“Before Creator, I have never dined at a restaurant that was so devoted to not scaring me,” reads the first line of SF Chronicle critic Soleil Ho’s latest review. From the moment Ho stepped into the restaurant, which serves burgers prepared by a machine, she was impressed by “the sheer amount of work invested in distancing the experience from apocalyptic visions of robot takeovers and human obsolescence.”
At Creator, everything is prepared to order by a finely-tuned burger-making machine: the meat is freshly ground, toppings like pickles and tomatoes are freshly sliced, buns are toasted, and patties are cooked between two hot, iron plates. For a diner, the idea of a robot “taking a human’s job” is allayed by the machine’s transparency, cleanliness, and efficiency. Ho waxes philosophical, considering the idea that automation that enhances humanity rather than replaces it, citing concepts from authors Isaac Asimov and Robert M. Pirsig (whose book, Zen and the Art of Motorcycle Maintenance, can be found on the restaurant’s bookshelves).
Ho also considered the place and purpose of burgers in our dining lexicon, concluding that its the idea food item to herald “better living through technology.”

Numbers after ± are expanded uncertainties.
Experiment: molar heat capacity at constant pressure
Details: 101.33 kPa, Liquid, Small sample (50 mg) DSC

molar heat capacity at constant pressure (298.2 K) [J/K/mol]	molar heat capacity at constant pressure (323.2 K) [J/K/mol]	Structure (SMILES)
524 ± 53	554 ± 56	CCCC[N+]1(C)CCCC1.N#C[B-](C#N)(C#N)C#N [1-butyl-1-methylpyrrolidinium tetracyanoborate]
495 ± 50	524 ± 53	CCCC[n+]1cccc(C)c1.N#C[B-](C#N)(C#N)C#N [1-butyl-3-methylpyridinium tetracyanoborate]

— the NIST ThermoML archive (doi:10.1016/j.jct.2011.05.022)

It’s fitting that Creator is stepping into the bigger conversations we’ve been having in the Bay Area about the role of automation in human life. From Applebee’s questionable quesadilla burger to the hyped Le Grande burger at Wayfare Tavern to the growing legion of bleeding meat-free imitations, the burger has become an empty space into which we can pour all of our aspirations, preferences and anxieties. We can start so many conversations about the future, wealth, cultural mixing, mechanical reproduction, Russian sanctions and whatever else with a burger. That makes the humble dish a perfect product for Creator, a restaurant on a mission to demonstrate better living through technology. In American culture, the burger is like an introductory handshake: Even corporate chat bots know to start with “Hello.”
Ultimately, Ho is in favor, even if the robots are planning an uprising. “Creator’s robot-made burgers ($6) are satisfying and affordable enough that I’d keep going back for lunch,” she says. “Even if it does eventually turn out that the bot in the kitchen has been planning revolution this whole time.”
The critic gets bonus points for including a playlist of burger- and robot-related songs, like “The Burger Song” by Skee-Lo, and a chunk of music from SEGA’s Sonic the Hedgehog soundtrack.